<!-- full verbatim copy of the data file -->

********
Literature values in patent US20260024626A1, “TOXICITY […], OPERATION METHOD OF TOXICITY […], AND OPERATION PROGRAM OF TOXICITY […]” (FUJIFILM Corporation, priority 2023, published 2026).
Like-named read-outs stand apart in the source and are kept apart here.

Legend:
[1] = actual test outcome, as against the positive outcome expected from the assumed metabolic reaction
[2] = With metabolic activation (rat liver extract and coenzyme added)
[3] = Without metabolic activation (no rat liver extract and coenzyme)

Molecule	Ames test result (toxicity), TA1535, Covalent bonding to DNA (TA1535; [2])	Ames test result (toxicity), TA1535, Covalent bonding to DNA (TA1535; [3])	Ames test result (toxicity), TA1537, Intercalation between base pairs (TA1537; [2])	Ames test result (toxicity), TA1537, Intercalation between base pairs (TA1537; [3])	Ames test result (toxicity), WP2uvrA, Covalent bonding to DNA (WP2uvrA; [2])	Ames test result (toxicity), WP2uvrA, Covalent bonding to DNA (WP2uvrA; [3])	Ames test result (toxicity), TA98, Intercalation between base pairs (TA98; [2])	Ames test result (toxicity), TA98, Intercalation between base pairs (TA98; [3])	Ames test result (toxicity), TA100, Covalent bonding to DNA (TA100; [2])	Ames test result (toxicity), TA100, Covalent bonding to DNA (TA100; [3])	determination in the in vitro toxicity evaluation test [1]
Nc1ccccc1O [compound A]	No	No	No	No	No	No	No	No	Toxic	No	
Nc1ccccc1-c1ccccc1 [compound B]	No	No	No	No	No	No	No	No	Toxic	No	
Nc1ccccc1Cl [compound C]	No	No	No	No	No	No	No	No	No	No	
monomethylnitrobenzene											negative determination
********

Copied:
Literature values in patent US20260024626A1, “TOXICITY […], OPERATION METHOD OF TOXICITY […], AND OPERATION PROGRAM OF TOXICITY […]” (FUJIFILM Corporation, priority 2023, published 2026).
Like-named read-outs stand apart in the source and are kept apart here.

Legend:
[1] = actual test outcome, as against the positive outcome expected from the assumed metabolic reaction
[2] = With metabolic activation (rat liver extract and coenzyme added)
[3] = Without metabolic activation (no rat liver extract and coenzyme)

Molecule	Ames test result (toxicity), TA1535, Covalent bonding to DNA (TA1535; [2])	Ames test result (toxicity), TA1535, Covalent bonding to DNA (TA1535; [3])	Ames test result (toxicity), TA1537, Intercalation between base pairs (TA1537; [2])	Ames test result (toxicity), TA1537, Intercalation between base pairs (TA1537; [3])	Ames test result (toxicity), WP2uvrA, Covalent bonding to DNA (WP2uvrA; [2])	Ames test result (toxicity), WP2uvrA, Covalent bonding to DNA (WP2uvrA; [3])	Ames test result (toxicity), TA98, Intercalation between base pairs (TA98; [2])	Ames test result (toxicity), TA98, Intercalation between base pairs (TA98; [3])	Ames test result (toxicity), TA100, Covalent bonding to DNA (TA100; [2])	Ames test result (toxicity), TA100, Covalent bonding to DNA (TA100; [3])	determination in the in vitro toxicity evaluation test [1]
Nc1ccccc1O [compound A]	No	No	No	No	No	No	No	No	Toxic	No	
Nc1ccccc1-c1ccccc1 [compound B]	No	No	No	No	No	No	No	No	Toxic	No	
Nc1ccccc1Cl [compound C]	No	No	No	No	No	No	No	No	No	No	
monomethylnitrobenzene											negative determination